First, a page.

The Mailbag Volume 4: Answering some common questions about the cleaning business…

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by Tom Watson on November 22, 2015

Once again I’m digging into the “mailbag”. This means I’ll be sharing my answers to a few questions that people have asked me lately.

Today makes the fourth installment of this series. The third one is here, the second one is here and the first one is here in case you missed it.

If this is your first time here, I’ll make mention that I try to answer as many questions as possible via email. So if you have any, you can always reach out to me via my contact page. Anyway, let’s get started!

Question: What is the difference between linear low density or high density liners?

Generally speaking linear low density liners have a heavier feel and are more opaque in appearance (you can’t see through them). High density liners on the other hand feel thinner to the touch and are able to hold more weight at lower gauges.

When deciding which is needed, ask yourself… Are sharp objects being thrown away? Yes means linear low density can liners are recommended. If not then go with the high density can liners.

Question: Are movie theaters worth marketing to?

That is an interesting question. I can say that I have had experience cleaning the carpeting in several movie houses (networking contacts was the reason I was hired), but I never performed the general cleaning duties. The carpet cleaning that I was hired to do was profitable, however the carpeting was horribly soiled.

My advice would be to try and see what happens. A good sales letter, flyer (that has a special offer on it) and business card sent to the General Manager would be my angle. If you were able to offer several services (cleaning, windows and carpet care) it would no doubt increase your chances of getting hired for at least one of those duties.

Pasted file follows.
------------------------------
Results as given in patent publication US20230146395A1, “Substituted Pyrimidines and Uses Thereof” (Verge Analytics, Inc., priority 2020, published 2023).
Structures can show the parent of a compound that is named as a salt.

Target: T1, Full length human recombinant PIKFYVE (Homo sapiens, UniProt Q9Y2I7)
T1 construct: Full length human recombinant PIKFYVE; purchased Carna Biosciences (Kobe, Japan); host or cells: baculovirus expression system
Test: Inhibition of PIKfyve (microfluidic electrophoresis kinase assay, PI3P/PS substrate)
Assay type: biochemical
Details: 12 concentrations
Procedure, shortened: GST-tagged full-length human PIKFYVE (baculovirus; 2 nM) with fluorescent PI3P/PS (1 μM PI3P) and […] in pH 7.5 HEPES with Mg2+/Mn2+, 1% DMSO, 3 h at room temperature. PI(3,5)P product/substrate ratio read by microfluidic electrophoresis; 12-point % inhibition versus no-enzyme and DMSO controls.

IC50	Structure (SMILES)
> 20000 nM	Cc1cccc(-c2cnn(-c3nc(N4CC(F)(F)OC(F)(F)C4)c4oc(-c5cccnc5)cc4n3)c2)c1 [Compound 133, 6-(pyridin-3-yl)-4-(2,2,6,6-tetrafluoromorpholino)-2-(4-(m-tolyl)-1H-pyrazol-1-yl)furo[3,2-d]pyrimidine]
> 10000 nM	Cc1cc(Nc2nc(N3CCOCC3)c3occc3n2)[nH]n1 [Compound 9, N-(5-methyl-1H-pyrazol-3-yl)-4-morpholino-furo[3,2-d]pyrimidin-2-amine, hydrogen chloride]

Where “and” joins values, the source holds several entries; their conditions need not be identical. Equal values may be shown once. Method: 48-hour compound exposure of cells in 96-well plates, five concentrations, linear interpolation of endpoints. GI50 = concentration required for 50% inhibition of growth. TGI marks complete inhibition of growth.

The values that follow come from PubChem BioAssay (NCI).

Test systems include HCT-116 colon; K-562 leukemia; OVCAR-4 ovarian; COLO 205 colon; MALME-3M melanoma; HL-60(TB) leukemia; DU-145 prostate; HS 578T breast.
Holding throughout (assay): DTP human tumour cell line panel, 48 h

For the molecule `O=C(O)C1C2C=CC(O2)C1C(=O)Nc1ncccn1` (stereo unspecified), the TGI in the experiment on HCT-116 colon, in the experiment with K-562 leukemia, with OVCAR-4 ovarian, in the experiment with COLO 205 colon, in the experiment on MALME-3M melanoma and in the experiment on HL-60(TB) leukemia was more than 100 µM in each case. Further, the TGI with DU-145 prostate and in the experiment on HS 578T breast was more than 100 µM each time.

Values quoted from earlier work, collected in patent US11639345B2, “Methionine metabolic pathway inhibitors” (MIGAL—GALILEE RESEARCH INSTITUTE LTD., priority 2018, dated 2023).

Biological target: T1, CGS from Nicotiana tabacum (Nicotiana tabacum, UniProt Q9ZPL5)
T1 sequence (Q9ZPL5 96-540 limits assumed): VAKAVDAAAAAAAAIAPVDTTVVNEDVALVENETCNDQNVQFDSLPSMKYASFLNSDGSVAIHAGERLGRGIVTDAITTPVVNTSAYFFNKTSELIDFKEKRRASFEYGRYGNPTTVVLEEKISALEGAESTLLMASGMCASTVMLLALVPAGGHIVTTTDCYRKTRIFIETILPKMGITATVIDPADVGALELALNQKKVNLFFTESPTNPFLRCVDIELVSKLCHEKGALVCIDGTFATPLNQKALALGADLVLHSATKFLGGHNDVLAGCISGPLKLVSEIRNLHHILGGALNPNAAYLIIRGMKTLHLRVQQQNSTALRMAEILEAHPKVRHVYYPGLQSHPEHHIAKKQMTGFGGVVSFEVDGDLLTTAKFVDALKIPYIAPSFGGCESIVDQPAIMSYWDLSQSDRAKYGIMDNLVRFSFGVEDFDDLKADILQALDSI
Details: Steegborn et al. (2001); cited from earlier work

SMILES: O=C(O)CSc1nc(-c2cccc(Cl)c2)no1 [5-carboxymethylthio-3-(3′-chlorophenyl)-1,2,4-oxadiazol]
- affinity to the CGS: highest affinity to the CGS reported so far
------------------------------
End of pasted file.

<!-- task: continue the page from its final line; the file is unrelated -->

Question: What is the best portable carpet cleaning machine you would recommend for me?

Choosing a good machine comes down to matching performance with your available budget, so there is no one size fit all approach. I can say that I am a fan of Powr-Flite, U.S Products and Sanitiare. I don’t think you could go wrong with those vendors when it comes to quality and dependability.

Question: What market did you focus on when getting started, residential or commercial?

I took whatever I could get. I needed money to come in through the door, so whether it was cleaning a house or a business I was going to do it. I probably focused a little more on houses because they were easy to get hired for, but once I had regular money coming in I switched gears and went commercial.

Question: What were your most profitable services outside of the cleaning?

Carpet cleaning was hands down the most profitable add on service for me. You can earn a lot of money in a short amount of time if you play your cards right. After that it was construction clean-up services, window cleaning and tile & grout services in that order.

Question: What did you do for references in the beginning?

I didn’t have any. If someone asked for one I had friends and family say good things on my behalf (I did some cleaning for them at no charge / low cost, so technically they were my customers).

Question: Can I succeed without a website in the beginning?

I didn’t have a website from day one, and things turned out fine for me. I do recommend one as soon as you can afford one as it is important, but the fact is, if you don’t have the money it can wait a bit (you will be just fine).

Question: Do I need to be bonded?

In most cases the answer would probably be no. With that said, you may run across jobs that require it. I would recommend you get bonded (it’s VERY INEXPENSIVE) because it makes a great SELLING POINT and it takes away one more objection to them doing business with you.

Well, this wraps up this weeks post. I hope you enjoyed it! I like revisiting the mailbag regularly because it touches on several different topics within a single post. Anyway… if you have questions of any kind just leave them in the comments below.

{ 15 comments… read them below or add one }

1 Andres November 23, 2015 at 1:31 pm

Good Morning Tom,

I do have a residential cleaning license, however I am still confused as far as, cleaning occupied houses, I’ve heard that will fall under commercial houses, that being said.